Brown faces Iraq war grilling
London - British Prime Minister Gordon Brown faces a grilling over his role in the Iraq war at a public inquiry on Friday, in an appearance fraught with risk ahead of a general election expected within weeks.
Former premier Tony Blair has been endlessly questioned about Britain's part in the 2003 invasion. He appeared before the same inquiry in January.
Brown however has kept largely silent about his involvement while serving as Blair's finance minister.
Commentators suggest Brown held back from taking part in preparations until just before the war, although he has recently faced damaging allegations that, while in control of the Treasury, he squeezed the armed forces' budget.
Whether he emerges as a bit-part player or a key decision-maker, the hearing is a wild card ahead of an election expected to take place on May 6.
Inquiry chairperson John Chilcot initially said he would not call Brown and other serving ministers until after the vote to avoid the hearing "being used as a platform for political advantage".
Following pressure from political rivals however, the prime minister offered to appear beforehand.
After two years trailing far behind the Conservatives in the opinion polls, Brown's governing Labour Party has experienced a recent boost in support, narrowing the opposition lead to between two and five percentage points.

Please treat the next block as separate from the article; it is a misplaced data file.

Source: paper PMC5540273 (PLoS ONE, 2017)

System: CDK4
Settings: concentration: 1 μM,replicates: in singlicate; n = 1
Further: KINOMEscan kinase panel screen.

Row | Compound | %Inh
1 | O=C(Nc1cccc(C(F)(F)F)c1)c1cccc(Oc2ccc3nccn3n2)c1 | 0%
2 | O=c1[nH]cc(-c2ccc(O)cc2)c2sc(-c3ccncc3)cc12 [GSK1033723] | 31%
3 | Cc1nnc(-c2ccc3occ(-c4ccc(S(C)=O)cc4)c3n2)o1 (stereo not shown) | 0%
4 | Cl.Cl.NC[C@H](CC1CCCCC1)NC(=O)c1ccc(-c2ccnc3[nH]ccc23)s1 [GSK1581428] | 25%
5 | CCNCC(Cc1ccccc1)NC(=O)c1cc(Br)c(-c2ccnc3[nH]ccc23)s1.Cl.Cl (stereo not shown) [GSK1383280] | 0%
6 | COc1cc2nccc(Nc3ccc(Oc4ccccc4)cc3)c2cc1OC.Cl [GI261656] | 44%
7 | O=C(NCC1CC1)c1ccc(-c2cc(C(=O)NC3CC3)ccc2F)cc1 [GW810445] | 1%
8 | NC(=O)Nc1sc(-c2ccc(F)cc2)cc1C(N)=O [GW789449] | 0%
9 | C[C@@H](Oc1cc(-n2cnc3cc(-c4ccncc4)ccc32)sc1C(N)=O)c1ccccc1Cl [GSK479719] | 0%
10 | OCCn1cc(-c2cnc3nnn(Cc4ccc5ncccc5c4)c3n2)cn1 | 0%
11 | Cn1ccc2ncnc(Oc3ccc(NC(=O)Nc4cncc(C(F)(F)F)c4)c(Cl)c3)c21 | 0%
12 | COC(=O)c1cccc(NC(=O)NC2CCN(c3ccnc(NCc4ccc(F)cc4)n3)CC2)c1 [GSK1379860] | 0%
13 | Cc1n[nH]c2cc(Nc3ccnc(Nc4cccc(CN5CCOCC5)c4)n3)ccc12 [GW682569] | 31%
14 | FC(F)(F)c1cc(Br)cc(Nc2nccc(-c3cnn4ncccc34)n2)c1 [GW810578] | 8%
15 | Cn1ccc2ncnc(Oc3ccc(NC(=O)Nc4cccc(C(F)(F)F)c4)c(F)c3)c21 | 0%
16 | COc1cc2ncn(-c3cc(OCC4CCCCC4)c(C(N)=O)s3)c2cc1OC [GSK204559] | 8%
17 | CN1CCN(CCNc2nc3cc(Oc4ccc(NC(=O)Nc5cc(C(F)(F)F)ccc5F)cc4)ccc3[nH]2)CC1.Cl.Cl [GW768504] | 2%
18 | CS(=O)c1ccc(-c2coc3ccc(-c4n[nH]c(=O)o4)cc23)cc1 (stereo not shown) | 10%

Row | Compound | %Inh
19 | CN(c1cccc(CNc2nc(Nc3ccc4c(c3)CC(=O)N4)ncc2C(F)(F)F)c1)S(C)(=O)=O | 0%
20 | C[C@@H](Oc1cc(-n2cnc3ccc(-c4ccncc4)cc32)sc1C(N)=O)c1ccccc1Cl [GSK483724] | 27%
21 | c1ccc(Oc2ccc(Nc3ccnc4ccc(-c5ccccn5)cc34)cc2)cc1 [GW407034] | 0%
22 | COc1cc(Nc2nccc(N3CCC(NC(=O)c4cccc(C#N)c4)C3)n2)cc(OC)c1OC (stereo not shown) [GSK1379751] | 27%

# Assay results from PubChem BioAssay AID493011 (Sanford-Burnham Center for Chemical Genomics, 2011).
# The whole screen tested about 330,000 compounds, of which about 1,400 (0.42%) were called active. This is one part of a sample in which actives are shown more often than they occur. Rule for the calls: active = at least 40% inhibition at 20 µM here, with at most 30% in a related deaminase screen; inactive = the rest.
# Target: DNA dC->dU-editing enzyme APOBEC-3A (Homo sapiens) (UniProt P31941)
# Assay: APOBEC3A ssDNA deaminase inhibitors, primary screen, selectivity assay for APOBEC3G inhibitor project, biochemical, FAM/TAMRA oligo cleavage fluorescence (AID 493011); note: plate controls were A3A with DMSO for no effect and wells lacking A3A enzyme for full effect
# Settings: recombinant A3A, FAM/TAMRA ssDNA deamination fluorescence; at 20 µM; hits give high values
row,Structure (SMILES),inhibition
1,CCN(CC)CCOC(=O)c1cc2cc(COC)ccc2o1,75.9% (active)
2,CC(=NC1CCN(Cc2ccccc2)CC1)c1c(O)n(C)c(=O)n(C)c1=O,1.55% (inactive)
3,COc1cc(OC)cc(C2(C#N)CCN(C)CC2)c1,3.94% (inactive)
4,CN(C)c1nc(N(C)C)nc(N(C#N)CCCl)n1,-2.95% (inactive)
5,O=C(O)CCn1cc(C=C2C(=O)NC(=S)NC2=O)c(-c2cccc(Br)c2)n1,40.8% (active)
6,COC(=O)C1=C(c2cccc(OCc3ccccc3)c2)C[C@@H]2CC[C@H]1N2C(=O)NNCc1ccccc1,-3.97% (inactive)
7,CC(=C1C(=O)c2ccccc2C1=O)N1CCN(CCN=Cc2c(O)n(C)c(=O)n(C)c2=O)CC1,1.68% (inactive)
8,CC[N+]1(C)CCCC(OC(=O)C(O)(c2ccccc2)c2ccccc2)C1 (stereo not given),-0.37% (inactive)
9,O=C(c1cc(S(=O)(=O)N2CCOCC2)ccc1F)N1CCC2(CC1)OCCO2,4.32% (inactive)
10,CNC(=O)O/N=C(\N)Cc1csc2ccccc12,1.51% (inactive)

The prime minister remains personally unpopular however. Any fresh revelations linking him to the still-divisive Iraq conflict - seen by many as a black mark on Labour's 13 years in power - could be highly damaging.
There will be a particular focus on how he funded the military, which lost 179 soldiers in the campaign and is currently engaged in fierce fighting in Afghanistan.
Brown was finance minister from 1997 until 2007, when he took over from Blair as prime minister.
In his testimony to the inquiry in January, the defence secretary at the time, Geoff Hoon, said his ministry had lacked funds for years before the war.
Friday's edition of The Times carries comments from General Charles Ronald Llewelyn Guthrie, who led the armed forces from 1997 to 2001.
"Not fully funding the army in the way they had asked... undoubtedly cost the lives of soldiers," he told the newspaper.
"He should be asked why he was so unsympathetic towards defence and so sympathetic to other departments."
And Jocelyn Cockburn, a lawyer for relatives of soldiers killed in lightly armoured Snatch Land Rovers in Iraq, said in Thursday's edition of The Times that she was urging Chilcot to challenge Brown over funding concerns.
"Specifically, was he aware of concerns around the lack of armoured vehicles and did he receive any requests for funding (particularly in the period 1997-2006) to purchase armoured vehicles?" she wrote in a letter to Chilcot.
The use of the Snatch trucks has been the focus of growing anger here after a number of soldiers were killed by roadside blasts in the trucks in both Iraq and Afghanistan.